Programs as data and "Smart Sensors"

I know that the Arduino can be reprogrammed via the serial port but I wonder how versatile that is.

For example, suppose I have a sensor that has some conditioning circuitry and some EEPROM on board. Let’s say it has an I2C interface as well. How difficult would it be to get the Arduino to read an object file from the sensor and execute that code?

A number of years ago the measurement industry was all abuzz about “Smart Sensors”. There were some standards proposed and a little progress was made as we have sensors like the SHT75 and the SCP1000, to name just two, that contain ASICs and are actually little data acquisition systems. However, the dream never really came up to the potential, as I see it.

Of course, having a sensor with AVR binary in it would limit the sensors application a bit. But, how hard would it be to design a little p-code interpreter for the Arduino and then when a sensor was plugged in, the Arduino would download the p-code and would instantly be able to acquire data from the device?

Just a ramble, I suppose, with no likelihood of happening soon, but it would certainly be nice to just pick up a pressure transducer, plug it in, and have the controller read the control code from the device and update its index of available sensors all automatically.

A network master would be able to query the network for various resources and use them if they became available. Those of you familiar with the inner workings of CAN will see the similarity between this and what devices on a CAN bus can be made to do.

That would open up the use of products like the Arduino to an even broader audience. And imagine the help-me threads it would generate for this forum. :smiley:

I think it's a neat idea. But there would need to be some standardization on I2C and SPI protocols among sensor families. Some SPI devices, for example, use raw 8-bit packets, some use 16, 24, 32, etc. Some like to have the chip select line pulsed low between bytes, while others want it held low all the time. Then there's the whole CPHA/CPOL thing. Yech.

And how would you know when an I2C sensor was plugged in? Or any sensor for that matter?

Yes, definitely would require some standardization. I2C would be my interface of choice for starters because there is no SPI standard at all and at least I2C would have a known interface to build on.

The “instruction set” for I2C is pretty small too. Basically, the functions from the Wire library would do it, although that class may be a little to abstract, but something like that. Tokens for each command and the registers could all be byte or smaller entities, much like machine language.

One would have to standardize on a list of attributes that a sensor object could have and the sensor would when queried return a structure that defined it in terms of those attributes. For example.

As far as how you would know when the sensor was plugged in, since I2C supports multiple masters, when the sensor powered up it could announce its presence on the bus. Not sure what to do about SPI. I think SPI should just be relegated to things like ADCs and DACs and such anyway. It’s just a glorified shift register. :slight_smile:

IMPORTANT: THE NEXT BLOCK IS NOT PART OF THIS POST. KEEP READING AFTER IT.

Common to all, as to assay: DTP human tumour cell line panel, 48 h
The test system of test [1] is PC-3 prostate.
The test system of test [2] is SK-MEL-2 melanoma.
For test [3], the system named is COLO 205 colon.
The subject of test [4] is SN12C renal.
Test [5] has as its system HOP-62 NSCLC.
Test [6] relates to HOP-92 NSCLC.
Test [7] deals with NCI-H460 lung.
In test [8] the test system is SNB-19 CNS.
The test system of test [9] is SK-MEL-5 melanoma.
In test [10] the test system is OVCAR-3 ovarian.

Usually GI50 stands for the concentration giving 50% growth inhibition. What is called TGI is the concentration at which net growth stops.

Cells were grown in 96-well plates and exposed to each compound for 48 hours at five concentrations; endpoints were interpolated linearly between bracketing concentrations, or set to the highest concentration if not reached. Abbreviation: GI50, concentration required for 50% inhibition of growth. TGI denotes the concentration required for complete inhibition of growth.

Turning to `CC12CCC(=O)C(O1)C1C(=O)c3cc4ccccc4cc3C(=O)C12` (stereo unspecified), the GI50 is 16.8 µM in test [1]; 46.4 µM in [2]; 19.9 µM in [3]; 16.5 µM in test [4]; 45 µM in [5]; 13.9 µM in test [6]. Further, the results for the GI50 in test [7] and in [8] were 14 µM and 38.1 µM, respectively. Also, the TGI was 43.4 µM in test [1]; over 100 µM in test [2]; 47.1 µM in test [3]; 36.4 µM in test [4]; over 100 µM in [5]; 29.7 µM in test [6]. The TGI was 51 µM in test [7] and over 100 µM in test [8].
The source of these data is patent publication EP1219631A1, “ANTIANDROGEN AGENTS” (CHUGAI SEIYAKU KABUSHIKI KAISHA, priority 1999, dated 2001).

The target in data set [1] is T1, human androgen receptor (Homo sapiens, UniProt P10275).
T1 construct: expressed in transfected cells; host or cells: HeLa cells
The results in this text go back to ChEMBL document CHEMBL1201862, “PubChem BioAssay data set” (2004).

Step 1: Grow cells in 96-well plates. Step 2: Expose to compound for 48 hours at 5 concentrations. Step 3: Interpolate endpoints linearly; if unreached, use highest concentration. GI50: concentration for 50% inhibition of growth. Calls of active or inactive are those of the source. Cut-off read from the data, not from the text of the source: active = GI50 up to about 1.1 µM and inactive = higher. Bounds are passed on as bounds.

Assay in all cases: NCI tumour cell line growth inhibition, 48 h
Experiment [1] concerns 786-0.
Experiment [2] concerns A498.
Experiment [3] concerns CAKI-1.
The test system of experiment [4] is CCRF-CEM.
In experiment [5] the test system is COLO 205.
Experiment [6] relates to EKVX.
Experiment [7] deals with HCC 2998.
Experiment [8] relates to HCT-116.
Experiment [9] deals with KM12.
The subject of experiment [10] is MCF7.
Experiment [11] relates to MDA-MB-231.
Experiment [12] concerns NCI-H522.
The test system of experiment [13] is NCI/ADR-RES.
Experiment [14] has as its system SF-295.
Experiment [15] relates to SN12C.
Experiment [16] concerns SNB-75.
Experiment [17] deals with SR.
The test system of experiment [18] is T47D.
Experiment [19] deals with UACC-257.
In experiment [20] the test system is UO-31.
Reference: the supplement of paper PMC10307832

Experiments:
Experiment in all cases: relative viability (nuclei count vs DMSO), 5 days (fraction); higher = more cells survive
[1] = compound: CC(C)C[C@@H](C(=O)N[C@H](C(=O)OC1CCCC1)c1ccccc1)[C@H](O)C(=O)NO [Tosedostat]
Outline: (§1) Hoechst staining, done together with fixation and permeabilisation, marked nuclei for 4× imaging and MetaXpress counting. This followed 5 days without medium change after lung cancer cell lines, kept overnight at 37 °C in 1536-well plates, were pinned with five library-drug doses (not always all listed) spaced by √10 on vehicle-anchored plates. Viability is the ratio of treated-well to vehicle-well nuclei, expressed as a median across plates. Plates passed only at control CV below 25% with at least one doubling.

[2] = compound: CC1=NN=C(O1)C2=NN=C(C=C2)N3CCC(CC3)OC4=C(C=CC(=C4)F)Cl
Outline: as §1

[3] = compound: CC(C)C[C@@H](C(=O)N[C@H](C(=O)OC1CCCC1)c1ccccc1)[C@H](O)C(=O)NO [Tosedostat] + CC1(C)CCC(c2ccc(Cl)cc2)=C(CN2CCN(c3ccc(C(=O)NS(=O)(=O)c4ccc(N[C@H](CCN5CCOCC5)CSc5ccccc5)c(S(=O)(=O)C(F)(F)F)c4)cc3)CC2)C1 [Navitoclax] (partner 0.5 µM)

Your proposal sounds like has some of the stuff that the process control industry uses with the HART protocol that connects their field instrumentation to central controls. They don't store executable code there, but rather complete description device and sensor data, user data, history and diagnostic data. Works great, but took a long time to change from a proprietary protocol to a standards protocol. It wouldn't apply to Arduino because it's electrical layer is based on two wire 4-20ma signal loop with FSK superimposed onto it. Anyway sensor transmitters that utilize HART are marketed as 'smart' devices.

http://en.wikipedia.org/wiki/Hart_Protocol

Lefty

Does the Wire library handle multi-mastering? I suppose it can be added if not.

SPI is nice for higher speed operation than I2C. Nice for audio and multi-channel ADC's, etc. Maybe a "smart sensor" should have an I2C bus for sure and optional SPI bus? Then the whole chip select proliferation problem shows up...when you plug in an SPI sensor, how do you know which chip select line to activate?

Sounds like you'd need a lot of vendor co-operation.

@lefty Yes, I'm familiar with HART. That's the sort of thing I'm suggesting although bring it into the 21st century. I'm afraid 4-20 is going to be with us for a while though, as that industry is very slow to accept change. One nice thing about current loop is it's easy to make intrinsically safe with just a zener barrier. It's kind of cool to be able to hook sensors in series too as long as you got sufficient compliance. But I digress.

@RC

Does the Wire library handle multi-mastering? I suppose it can be added if not.

That's a good question. I'm not sure how much of the standard it supports. I don't know if you can use receiveEvent() with a master or not.

Yeah, I think of SPI devices as chips, not sensors. Just a personal prejudice or maybe a preference, yeah, that's it, a preference. :)

Definitely have to get the vendors on board. Just a matter of telling their marketing department about it before you told engineering. ;D